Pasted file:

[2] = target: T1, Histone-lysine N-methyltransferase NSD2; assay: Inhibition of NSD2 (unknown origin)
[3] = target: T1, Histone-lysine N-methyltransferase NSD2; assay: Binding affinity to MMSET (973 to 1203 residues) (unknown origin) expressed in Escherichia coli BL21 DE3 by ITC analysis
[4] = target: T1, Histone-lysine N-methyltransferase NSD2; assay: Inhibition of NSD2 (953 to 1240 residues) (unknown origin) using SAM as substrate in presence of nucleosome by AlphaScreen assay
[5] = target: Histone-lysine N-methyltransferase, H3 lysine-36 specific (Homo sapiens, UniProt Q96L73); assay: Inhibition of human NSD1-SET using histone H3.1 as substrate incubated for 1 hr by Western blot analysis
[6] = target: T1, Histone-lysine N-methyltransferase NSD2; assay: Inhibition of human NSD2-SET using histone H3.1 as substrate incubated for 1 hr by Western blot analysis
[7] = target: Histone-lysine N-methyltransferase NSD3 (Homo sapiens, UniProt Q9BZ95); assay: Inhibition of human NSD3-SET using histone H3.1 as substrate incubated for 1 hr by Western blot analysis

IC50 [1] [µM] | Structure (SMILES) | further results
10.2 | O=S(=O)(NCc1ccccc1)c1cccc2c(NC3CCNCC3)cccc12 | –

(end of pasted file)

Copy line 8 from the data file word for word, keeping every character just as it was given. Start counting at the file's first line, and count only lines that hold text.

10.2 | O=S(=O)(NCc1ccccc1)c1cccc2c(NC3CCNCC3)cccc12 | –